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National Institute of R&D for Optoelectronics ­INOE-2000 2 Eye Clinical Hospital of Bucharest Received September 26, 2005

A microsurgical ophthalmological laser for posterior capsulotomy and pupil membran-ectomy, allowing stereoscopic examination of eye's transparent medium and microsurgical procedures in the anterior and posterior chambers using the photodisruptive effect is presented. A circular variable filter and two LED-phototransistor pairs are used to get a precise energy dosing. Key words: photodisruptor, Nd:YAG laser, ophthalmology, capsulotomy, membranectomy.


The system produces a beam of infrared light at 1064 nm (a Q-switch Nd:YAG laser) and this laser delivers a chosen amount of energy to a focal point of approximately 10 microns diameter which causes an acoustic wave [1, 2, 3]. The wave disrupts adjacent tissue. This is known as the photo disruptive effect (Fig. 1).

Fig. 1 ­ Photo disruptive effect scheme. Paper presented at the National Conference of Physics, 13­17 September 2005, Bucharest, Romania. Rom. Journ. Phys., Vol. 51, Nos. 7­ 8 , P. 833­837, Bucharest, 2006


D. Savastru et al.


The laser beam was spatially filtered in order to obtain the TEMoo and it was focused at 150 microns behind the visible image plane to reduce the risk of pitting of the intraocular lens when performing posterior capsulotomy. The laser system is adapted to an ophthalmic stereomicroscope used in ophthalmology.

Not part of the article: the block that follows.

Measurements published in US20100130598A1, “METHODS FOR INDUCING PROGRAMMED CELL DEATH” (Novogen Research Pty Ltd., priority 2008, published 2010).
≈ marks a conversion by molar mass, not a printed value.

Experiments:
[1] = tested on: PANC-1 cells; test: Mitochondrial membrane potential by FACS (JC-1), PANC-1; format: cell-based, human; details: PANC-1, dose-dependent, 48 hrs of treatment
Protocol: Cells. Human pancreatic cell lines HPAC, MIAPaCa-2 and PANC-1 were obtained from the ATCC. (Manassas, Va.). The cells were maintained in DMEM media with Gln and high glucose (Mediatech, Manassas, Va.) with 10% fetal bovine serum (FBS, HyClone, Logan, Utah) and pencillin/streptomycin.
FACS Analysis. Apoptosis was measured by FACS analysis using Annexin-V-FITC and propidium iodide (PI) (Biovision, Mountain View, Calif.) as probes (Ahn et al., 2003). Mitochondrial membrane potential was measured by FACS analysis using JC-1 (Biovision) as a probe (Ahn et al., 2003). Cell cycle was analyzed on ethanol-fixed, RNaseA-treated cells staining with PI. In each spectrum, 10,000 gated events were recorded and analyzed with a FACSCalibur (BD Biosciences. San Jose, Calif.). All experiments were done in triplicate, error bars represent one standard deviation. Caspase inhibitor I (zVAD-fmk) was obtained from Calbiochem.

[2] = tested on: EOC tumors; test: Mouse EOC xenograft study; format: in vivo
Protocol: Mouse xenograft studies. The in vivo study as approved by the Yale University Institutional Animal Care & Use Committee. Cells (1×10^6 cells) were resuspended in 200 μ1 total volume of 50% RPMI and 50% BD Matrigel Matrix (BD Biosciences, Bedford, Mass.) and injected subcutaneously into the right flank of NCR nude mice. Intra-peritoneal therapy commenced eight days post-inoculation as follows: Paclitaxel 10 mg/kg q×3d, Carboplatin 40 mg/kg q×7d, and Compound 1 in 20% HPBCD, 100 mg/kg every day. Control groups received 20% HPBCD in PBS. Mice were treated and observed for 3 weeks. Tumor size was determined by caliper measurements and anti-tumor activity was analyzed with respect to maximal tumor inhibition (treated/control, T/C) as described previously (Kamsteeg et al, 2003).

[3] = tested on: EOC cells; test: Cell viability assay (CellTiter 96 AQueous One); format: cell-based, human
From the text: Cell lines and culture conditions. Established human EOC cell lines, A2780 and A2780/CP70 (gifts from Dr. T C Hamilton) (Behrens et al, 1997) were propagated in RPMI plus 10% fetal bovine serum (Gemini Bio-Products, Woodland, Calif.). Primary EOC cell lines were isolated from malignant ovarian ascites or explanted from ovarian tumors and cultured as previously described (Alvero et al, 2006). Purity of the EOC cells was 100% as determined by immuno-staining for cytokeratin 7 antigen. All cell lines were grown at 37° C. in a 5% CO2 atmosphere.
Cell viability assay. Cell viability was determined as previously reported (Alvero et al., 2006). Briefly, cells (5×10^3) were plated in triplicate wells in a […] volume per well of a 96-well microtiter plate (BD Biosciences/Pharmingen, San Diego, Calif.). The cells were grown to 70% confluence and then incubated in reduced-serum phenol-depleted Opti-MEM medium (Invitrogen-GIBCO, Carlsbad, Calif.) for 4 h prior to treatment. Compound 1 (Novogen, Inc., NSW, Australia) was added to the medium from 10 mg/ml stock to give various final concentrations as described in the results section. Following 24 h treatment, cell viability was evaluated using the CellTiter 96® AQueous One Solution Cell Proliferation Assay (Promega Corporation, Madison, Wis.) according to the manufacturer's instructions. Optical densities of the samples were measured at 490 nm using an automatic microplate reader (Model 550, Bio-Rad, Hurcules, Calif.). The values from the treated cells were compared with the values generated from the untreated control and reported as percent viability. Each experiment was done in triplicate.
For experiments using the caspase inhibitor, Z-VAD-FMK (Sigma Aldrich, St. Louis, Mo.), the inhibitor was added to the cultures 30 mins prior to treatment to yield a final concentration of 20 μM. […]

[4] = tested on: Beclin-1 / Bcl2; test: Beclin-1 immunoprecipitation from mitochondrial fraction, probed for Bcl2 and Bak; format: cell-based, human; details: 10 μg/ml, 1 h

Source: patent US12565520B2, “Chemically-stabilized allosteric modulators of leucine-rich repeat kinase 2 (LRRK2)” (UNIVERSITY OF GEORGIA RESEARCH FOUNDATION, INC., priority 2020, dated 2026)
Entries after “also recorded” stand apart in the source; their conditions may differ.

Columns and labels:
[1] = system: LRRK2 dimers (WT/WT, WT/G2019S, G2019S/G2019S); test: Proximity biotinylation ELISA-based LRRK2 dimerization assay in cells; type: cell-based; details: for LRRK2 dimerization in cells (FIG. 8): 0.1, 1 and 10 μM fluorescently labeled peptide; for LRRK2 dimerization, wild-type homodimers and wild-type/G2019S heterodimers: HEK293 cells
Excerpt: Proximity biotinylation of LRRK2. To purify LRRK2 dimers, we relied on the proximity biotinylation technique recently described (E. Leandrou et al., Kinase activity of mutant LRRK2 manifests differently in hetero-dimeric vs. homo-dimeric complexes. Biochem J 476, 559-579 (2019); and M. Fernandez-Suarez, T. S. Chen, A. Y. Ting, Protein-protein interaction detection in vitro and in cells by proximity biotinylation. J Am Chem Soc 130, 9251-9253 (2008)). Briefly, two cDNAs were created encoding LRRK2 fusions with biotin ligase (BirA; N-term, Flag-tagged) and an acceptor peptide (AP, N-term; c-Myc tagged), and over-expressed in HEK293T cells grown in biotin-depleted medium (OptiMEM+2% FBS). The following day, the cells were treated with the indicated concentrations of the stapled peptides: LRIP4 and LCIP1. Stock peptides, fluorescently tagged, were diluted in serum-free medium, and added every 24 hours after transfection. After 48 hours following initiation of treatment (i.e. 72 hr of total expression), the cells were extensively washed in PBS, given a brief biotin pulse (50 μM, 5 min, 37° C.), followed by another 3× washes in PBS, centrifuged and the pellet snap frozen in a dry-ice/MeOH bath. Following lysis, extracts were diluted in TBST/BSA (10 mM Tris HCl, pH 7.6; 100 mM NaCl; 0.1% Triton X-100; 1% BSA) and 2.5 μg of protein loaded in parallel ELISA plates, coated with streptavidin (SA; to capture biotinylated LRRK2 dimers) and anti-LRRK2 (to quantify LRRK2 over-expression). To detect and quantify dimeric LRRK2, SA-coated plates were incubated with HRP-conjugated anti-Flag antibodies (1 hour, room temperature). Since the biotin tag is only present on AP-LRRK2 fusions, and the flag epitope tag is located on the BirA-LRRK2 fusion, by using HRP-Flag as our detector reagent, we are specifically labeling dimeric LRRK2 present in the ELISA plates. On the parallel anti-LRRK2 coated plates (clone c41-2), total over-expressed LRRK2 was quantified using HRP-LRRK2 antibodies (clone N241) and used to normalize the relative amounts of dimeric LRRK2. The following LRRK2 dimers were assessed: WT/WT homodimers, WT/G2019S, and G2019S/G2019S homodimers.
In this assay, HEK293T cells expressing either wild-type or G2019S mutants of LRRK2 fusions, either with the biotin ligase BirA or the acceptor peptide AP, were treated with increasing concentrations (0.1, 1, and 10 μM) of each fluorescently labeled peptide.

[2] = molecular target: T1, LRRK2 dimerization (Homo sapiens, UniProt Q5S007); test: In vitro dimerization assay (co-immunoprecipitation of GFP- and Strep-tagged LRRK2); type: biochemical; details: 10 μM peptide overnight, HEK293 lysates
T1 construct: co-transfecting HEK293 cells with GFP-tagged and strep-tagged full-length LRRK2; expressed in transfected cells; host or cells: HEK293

The system yields an infrared laser beam of 1064 nm wavelength (Fig. 2). A Q-switch Nd:YAG laser has been designed and built. As active medium a 3 mm diameter and 50 mm length laser rod was used. One of the rod ends is a partially reflecting mirror having 27% reflectivity at 1064 nm. The other rod end was antireflex dielectrically coated at 1064 nm. In order to obtain an optical active resonator a high reflecting mirror was used (reflectivity > 99.8% at 1064 nm). The values of the transmitted laser light energy are obtained by a variable neutral density filter. The used energy range is 0.5÷10 mJ. Also we have obtained 4÷10 ns pulse length. The collimated laser radiation is reflected by a mirror with 100% reflectivity for 1064 nm at 90 degrees to enter in the objective. This objective has 100 mm focal length. Laser beam is deflected at 180° by two optical prisms P1 and P2. Laser beam is passed through a collimated system with a 12× magnification, is attenuated by a variable neutral filter and finally, it will be focused by the objective of the microscope at 150 microns behind the object plane to avoid the damage of the Intraocular Lens. Diameter of the laser beam in focal point is less than 10 microns. Two infrared LED-phototransistor pairs are used to position the filter. The calibration curves for the LED-phototransistor pairs and for the laser beam versus the neutral variable filter transmission were obtained. They are used to obtain the desired energy values of the laser beam for different surgical procedures. The aiming system uses a laser diode with 635 nm wavelength, less than 1 mW output power, split into two beams and then directed through the objective marking the object plane. This aiming system presents the evolution of the diameter and the position of the Nd:YAG laser pulse and also of the depth where the focal point of the laser pulse is located. The measurement of the pulse length was done using a Tektronix 3032A oscilloscope.


In order to obtain a short laser pulse, about 8 ns length, a Cr4+:YAG crystal as optical passive Q-switch was used. Using an oscilloscope as Tektronix TDS


Microsurgical Nd:YAG laser used in ophthalmology